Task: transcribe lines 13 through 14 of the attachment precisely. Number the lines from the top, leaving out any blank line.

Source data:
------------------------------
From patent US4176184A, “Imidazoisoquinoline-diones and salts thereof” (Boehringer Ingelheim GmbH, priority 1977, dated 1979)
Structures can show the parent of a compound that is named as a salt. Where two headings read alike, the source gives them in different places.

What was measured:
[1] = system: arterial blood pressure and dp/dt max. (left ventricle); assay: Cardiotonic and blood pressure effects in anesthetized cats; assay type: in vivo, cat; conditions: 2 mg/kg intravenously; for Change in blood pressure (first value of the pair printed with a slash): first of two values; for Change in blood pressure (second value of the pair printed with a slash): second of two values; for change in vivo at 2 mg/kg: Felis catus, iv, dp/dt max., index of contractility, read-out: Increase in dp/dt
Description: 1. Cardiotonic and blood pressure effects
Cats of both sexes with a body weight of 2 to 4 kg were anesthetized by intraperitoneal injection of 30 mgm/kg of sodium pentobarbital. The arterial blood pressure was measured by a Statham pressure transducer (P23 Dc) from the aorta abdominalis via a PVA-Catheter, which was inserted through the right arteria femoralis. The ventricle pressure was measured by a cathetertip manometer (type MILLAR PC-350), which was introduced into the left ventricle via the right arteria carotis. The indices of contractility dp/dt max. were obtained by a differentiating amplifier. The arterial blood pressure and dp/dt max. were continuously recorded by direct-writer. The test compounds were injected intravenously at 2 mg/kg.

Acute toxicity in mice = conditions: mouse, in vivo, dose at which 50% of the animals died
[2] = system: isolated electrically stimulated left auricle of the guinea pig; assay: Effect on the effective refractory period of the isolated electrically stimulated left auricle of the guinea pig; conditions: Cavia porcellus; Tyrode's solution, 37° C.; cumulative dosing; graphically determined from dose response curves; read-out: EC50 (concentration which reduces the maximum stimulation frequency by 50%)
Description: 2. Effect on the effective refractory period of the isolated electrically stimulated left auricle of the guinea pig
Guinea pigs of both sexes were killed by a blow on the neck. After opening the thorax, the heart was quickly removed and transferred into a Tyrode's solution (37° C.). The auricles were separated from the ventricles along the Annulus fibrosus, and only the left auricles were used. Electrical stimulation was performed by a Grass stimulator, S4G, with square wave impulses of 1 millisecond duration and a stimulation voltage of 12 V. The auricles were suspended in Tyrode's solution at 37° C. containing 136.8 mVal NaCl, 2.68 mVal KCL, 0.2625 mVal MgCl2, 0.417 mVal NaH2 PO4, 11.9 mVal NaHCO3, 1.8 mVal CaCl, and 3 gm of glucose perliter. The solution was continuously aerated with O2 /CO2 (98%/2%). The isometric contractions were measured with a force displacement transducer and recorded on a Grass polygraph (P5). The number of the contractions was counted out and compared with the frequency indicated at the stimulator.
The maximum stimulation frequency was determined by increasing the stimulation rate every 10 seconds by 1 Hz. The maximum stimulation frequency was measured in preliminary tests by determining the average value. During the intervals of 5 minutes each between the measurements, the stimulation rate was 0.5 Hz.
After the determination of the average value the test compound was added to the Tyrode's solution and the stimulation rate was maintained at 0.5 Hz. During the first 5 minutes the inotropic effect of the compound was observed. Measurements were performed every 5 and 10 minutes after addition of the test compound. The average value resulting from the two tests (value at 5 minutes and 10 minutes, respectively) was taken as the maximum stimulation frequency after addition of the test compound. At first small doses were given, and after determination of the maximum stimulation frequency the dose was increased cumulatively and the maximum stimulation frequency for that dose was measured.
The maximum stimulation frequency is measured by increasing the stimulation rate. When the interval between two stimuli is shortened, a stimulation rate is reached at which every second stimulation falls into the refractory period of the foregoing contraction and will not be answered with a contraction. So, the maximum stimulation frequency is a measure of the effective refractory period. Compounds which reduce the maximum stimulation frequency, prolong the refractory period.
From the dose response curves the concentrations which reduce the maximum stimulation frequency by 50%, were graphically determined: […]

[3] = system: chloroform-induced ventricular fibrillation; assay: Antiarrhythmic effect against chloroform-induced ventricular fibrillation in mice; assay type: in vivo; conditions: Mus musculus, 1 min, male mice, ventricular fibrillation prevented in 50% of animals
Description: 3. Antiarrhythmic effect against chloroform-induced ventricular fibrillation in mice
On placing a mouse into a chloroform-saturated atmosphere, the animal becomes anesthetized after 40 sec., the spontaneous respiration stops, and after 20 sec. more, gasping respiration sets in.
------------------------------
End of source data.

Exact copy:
The maximum stimulation frequency is measured by increasing the stimulation rate. When the interval between two stimuli is shortened, a stimulation rate is reached at which every second stimulation falls into the refractory period of the foregoing contraction and will not be answered with a contraction. So, the maximum stimulation frequency is a measure of the effective refractory period. Compounds which reduce the maximum stimulation frequency, prolong the refractory period.
From the dose response curves the concentrations which reduce the maximum stimulation frequency by 50%, were graphically determined: […]